Narcissistic Family and Pseudomutuality
It was the perfect family. Everyone of one mind. Everyone in perfect accord. The parents smiled and held hands. The child smiled and behaved perfectly. There was no conflict, no anger…not even a speck of irritation was ever allowed. It was Leave It To Beaver in the flesh.
Or was it?
Well, no. It wasn’t. The perfect appearance of that family came down to one dynamic: pseudomutuality.
What is Pseudomutuality?
Dictionary.com defines it thusly: pseudomutuality. /ˌsjuːdəʊˌmjuːtjʊˈælɪtɪ/ noun (pl) -ties.
1. (psychol) a relationship between two persons in which conflict of views or opinions is solved by simply ignoring it.
True. But too simplistic. There’s nothing like diving into the original Greek to really understand what a word means.
According to Wikipedia, “The prefix pseudo- (from Greek ψευδής, pseudes, “lying, false”) is used to mark something that superficially appears to be (or behaves like) one thing, but is something else. Subject to context, pseudo may connote coincidence, imitation, intentional deception, or a combination thereof.”
Now sail with me from Greece across the Ionian Sea, hoping for a Westerly breeze, to land in bella Italia. “Mutual” comes from the Latin root mutuus meaning “reciprocal, done in exchange.”
Roll it all together and whaddya get? Everybody acts, talks and smiles as though they’re on the same page…but they aren’t!
Welcome to the narcissistic family.
That’s an easy one: φόβος (phobos) from which we got our word “phobia.” It means fear.
Have you ever had conflict with a narcissist? Have you ever contradicted them? Have you ever told them they’re wrong? Have you ever refused to do something they demanded of you? Have you ever expressed irritation with them? Have you ever held a divergent opinion?
Then you’ve experienced the terror that comes when a narcissist rages at you. The trauma that leaves you bonded to them from φόβος (trauma bonding) and reeling with PTSD. The horror that accompanies seeing the narcissist in your life, your loved one, suddenly turn red in the face. Their teeth are gritted and sparks of rage flash in their eyes as they scream and swear at the top of their lungs. Their knotted fists crash down on whatever surface is closest, countertops, tables, chair handles, the woodwork…sometimes resulting in bloody hands. They may even seize the closest inanimate object and throw it. As you watch a barstool fly half the length of the basement as I did, all you can think is, “There, but for the Grace of God, flies I.” Trying to leave the room, results in being physically detained, forced to face their wrath (true story! I almost called the police that day, so worried was I for the safety of a loved one.) If worst comes to worst, you may receive a physical blow (true story!). Or, even more enraging for them, duck when they try to strike a blow (true story!).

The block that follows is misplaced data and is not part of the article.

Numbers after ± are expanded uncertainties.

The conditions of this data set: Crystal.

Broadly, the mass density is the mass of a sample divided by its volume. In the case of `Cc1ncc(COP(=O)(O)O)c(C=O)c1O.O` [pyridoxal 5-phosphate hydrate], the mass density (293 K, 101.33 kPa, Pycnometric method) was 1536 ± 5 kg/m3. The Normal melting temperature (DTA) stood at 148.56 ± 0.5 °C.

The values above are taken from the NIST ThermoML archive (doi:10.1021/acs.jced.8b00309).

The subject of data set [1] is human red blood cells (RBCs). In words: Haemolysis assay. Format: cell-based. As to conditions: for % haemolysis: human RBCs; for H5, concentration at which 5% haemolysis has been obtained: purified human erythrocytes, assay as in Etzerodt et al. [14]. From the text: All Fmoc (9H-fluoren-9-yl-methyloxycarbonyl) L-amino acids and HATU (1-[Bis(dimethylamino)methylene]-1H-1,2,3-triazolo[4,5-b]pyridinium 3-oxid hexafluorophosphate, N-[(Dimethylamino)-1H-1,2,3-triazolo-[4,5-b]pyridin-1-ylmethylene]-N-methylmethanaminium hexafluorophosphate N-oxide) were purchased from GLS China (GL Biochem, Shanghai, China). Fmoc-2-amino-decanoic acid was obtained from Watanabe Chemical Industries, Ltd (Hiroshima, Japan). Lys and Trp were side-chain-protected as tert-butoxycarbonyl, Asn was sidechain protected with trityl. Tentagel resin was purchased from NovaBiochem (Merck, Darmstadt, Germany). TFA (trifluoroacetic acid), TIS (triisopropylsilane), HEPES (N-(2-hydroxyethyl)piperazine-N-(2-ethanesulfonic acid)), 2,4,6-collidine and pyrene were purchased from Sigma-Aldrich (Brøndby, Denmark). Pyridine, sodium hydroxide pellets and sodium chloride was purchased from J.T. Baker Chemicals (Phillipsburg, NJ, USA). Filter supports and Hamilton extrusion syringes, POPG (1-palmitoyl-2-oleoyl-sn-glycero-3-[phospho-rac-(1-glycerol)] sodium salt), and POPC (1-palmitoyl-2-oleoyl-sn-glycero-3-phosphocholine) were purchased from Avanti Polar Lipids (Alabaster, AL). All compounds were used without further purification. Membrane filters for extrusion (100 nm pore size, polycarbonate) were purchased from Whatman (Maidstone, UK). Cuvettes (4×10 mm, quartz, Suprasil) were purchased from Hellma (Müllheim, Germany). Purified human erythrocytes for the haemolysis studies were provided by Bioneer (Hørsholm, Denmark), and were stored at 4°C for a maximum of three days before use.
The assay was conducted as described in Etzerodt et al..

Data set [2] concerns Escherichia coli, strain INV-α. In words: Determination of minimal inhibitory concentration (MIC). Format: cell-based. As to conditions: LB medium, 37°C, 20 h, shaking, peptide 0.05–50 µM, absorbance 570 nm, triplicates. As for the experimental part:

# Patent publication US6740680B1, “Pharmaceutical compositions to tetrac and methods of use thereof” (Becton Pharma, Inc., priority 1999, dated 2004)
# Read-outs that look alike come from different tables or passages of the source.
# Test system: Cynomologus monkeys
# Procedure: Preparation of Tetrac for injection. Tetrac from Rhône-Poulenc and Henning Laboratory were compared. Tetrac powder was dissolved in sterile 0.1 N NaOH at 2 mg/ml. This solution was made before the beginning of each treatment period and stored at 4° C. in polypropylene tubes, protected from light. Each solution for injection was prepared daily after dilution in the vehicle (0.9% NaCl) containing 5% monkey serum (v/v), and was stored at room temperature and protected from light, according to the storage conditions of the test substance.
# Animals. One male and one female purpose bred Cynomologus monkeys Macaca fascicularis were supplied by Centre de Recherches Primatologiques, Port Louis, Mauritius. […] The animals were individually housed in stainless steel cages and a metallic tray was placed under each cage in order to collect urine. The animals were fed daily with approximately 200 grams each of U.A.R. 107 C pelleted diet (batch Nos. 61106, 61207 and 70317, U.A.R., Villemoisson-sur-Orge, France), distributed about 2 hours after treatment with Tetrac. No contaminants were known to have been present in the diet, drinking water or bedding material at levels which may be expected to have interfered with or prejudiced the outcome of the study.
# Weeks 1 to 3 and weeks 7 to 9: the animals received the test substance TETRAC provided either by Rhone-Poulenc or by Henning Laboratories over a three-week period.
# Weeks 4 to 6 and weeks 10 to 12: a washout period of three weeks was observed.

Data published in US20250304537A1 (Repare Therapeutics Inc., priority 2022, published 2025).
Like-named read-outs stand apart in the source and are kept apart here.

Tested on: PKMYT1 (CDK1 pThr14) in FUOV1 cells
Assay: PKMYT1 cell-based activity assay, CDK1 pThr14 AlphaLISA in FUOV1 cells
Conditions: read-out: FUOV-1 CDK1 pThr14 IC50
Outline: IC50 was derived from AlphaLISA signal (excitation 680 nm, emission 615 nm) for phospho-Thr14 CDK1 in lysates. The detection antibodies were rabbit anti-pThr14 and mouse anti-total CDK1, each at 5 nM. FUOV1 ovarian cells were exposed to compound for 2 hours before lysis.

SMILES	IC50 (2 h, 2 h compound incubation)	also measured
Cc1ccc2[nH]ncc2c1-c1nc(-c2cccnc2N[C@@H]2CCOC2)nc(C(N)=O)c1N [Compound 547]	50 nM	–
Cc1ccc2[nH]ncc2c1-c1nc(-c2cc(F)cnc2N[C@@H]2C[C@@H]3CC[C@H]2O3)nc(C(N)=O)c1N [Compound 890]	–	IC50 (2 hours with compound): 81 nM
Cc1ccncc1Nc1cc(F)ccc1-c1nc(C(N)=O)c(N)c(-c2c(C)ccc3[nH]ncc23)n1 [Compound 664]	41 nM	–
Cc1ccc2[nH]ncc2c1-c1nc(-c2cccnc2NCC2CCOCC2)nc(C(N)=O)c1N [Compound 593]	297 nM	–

So you acquiesce. You “agree.” It’s a simple matter of self preservation. Afterwards, your narcissist can’t even remember what they said or did, so severe was their rage that they blacked out. They may even call you a liar and say you are “dramatizing” (true story!) if you dare tell them the horrible things they said and did in their rage.
What Pseudomutuality is Not
Oddly enough, pseudomutuality may not be about anything in particular. For example, my religious, political and moral beliefs are still closely aligned with my family’s set of beliefs because I feel they were actually right. Yet, even in the midst of true agreement on the “essentials,” my family still operated in the realm of pseudomutuality.